S'pore's top court settles dispute over Marcos' Swiss funds

S'pore's top court settles dispute over Marcos' Swiss funds

SINGAPORE- Singapore's top court has settled a four-way dispute over who should get $30.1 million in ill-gotten gains left by former Philippine dictator Ferdinand Marcos.

The Court of Appeal ruled in favour of the Philippine National Bank (PNB), dismissing the claims of the country's government, five foundations allegedly set up by Marcos to hold the money in Swiss banks, and 9,539 human rights victims of the Marcos era.

In judgment grounds released yesterday, the court explained that it was compelled to reject the victims' claims as the relevant documents considered did not have the legal effect of transferring any "proprietary interest" in the funds to them.

The outcome ends a long saga over the deposits, held in the Singapore branch of German bank WestLB. They comprised US$16.8 million (S$21.3 million) and £4.2 million (S$8.8 million).

In 2004, WestLB applied to the court for it to decide who the rightful owners were in the wake of the competing claims.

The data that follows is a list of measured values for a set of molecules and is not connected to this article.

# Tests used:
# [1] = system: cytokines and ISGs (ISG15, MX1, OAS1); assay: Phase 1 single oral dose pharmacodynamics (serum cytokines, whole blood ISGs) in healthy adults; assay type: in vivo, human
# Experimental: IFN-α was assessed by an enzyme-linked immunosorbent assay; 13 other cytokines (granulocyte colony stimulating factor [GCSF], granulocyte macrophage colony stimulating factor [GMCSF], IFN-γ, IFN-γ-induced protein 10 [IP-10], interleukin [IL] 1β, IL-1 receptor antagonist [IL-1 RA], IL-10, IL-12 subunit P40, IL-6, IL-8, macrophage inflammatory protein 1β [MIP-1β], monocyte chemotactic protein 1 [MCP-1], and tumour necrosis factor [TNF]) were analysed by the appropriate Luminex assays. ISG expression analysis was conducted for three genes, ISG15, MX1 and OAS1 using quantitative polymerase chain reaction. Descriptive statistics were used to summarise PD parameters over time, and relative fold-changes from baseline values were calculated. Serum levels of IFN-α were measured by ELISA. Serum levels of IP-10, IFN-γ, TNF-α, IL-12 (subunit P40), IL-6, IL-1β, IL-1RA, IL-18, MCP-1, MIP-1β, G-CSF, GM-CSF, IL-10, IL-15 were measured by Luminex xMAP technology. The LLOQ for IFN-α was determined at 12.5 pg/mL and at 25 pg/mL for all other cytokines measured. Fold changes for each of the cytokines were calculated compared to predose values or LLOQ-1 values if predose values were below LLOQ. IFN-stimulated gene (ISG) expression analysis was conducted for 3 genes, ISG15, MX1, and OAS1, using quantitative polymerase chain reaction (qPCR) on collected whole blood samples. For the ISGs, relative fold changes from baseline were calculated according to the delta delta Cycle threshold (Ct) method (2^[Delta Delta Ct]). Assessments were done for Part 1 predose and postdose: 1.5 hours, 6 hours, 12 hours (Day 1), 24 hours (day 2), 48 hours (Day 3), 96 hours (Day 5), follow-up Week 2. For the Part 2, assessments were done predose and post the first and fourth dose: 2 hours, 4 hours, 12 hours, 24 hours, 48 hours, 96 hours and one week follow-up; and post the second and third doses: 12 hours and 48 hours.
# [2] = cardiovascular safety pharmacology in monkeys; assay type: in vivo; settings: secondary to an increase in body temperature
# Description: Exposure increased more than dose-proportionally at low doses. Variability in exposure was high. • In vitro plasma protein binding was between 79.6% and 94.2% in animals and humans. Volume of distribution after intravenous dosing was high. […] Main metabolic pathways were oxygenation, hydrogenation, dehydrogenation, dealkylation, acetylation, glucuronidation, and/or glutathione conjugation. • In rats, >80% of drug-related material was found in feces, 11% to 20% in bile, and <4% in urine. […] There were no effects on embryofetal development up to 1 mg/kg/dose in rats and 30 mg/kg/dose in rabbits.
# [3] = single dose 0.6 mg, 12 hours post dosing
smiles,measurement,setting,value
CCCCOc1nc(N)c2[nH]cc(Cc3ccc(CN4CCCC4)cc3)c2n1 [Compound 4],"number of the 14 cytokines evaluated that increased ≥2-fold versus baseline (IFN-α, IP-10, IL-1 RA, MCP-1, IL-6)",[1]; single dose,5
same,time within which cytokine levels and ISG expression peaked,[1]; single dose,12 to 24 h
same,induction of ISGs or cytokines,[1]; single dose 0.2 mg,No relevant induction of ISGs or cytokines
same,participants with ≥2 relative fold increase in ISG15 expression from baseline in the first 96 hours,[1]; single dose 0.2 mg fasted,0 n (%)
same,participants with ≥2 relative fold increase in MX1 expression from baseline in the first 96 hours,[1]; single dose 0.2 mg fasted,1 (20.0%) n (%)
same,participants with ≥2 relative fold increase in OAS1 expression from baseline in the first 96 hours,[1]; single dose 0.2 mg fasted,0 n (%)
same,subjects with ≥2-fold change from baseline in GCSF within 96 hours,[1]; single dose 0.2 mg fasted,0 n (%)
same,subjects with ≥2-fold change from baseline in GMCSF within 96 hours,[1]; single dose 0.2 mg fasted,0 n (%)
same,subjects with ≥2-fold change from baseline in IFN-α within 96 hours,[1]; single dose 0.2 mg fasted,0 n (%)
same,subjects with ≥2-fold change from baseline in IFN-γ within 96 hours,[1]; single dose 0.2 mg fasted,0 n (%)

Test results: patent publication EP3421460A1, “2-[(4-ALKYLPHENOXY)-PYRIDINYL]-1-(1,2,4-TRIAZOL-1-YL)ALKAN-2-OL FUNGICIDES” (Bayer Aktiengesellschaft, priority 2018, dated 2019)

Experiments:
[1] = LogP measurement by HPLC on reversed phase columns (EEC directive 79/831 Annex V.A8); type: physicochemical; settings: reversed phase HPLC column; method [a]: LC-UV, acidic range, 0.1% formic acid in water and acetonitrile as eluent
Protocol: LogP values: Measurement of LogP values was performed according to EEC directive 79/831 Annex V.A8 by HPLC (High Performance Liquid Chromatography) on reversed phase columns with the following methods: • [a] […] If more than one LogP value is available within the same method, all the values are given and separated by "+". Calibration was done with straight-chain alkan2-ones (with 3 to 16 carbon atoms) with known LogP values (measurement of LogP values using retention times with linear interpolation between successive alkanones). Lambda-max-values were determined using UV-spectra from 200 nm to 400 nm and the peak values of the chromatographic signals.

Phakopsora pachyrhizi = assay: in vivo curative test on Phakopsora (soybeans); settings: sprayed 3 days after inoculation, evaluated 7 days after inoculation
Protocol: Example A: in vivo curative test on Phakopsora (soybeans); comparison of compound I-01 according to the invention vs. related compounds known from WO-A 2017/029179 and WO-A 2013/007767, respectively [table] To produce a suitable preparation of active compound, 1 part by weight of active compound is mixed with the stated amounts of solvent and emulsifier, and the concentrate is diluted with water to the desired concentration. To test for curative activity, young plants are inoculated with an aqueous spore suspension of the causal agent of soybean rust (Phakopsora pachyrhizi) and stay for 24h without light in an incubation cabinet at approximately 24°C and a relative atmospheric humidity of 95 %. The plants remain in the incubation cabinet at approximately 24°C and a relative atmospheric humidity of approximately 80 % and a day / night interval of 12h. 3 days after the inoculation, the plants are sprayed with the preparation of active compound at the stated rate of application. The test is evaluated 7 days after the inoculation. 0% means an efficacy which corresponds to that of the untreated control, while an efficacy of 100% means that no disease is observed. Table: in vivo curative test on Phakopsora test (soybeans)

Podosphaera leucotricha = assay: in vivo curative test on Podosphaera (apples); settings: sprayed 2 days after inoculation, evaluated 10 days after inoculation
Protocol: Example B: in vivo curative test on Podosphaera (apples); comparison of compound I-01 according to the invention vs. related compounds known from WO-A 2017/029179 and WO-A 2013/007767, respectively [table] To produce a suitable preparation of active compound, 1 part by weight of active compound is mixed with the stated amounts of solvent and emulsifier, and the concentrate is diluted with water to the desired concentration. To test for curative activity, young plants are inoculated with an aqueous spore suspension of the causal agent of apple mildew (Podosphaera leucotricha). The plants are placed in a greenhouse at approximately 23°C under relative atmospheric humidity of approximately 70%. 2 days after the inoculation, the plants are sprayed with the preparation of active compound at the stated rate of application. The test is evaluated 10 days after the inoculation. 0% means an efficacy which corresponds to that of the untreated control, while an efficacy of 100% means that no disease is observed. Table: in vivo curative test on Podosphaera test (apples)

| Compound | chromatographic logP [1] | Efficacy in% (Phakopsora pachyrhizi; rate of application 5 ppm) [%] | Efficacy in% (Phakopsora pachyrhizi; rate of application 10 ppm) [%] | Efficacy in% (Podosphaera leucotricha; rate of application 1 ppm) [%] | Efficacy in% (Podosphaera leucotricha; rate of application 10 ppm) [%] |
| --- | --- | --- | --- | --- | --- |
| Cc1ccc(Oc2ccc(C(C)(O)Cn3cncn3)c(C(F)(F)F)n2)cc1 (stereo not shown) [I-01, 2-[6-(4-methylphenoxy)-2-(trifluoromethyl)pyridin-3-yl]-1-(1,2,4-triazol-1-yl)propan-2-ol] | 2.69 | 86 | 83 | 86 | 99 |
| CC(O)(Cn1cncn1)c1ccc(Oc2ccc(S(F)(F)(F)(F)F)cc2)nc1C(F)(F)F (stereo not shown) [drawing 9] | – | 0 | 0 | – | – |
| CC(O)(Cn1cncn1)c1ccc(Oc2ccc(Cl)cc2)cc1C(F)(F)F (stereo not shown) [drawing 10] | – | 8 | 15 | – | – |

Marcos was overthrown in February 1986 and a new government led by Mrs Corazon Aquino recovered the dictator's wealth from Swiss accounts. The Swiss authorities then transferred US$658 million to PNB in 2002 for safekeeping. PNB placed the money in various banks in Singapore and Britain, including WestLB's branch here.

Much of the funds was returned to the Philippine government as no other party claimed the funds until 2003, when the human rights victims staked their claims. They had won a US$1.9 billion judgment in the United States against the Marcos estate for human rights abuses and sought to recover the sum by staking a claim on the $30.1 million with WestLB.

They failed in the High Court here before the Court of Appeal rejected their case. But the court - comprising Judge of Appeal Chao Hick Tin and Justices Belinda Ang and Woo Bih Li - made clear that the rejection would "not in any way deny the moral claims of the human rights victims and acknowledge that the human rights victims deserve redress for the grievous wrongs that they have suffered".

It also rejected the claim of the Swiss-based foundations, ruling that their entitlement was lost following the Swiss court orders effecting the transfers.

It affirmed the High Court ruling that PNB held the legal title to the funds, as the depositor of the funds and as the original account holder with WestLB.


Get a copy of The Straits Times or go to straitstimes.com for more stories.

Purchase this article for republication.

BRANDINSIDER

SPONSORED

Most Read

Your daily good stuff - AsiaOne stories delivered straight to your inbox
By signing up, you agree to our Privacy policy and Terms and Conditions.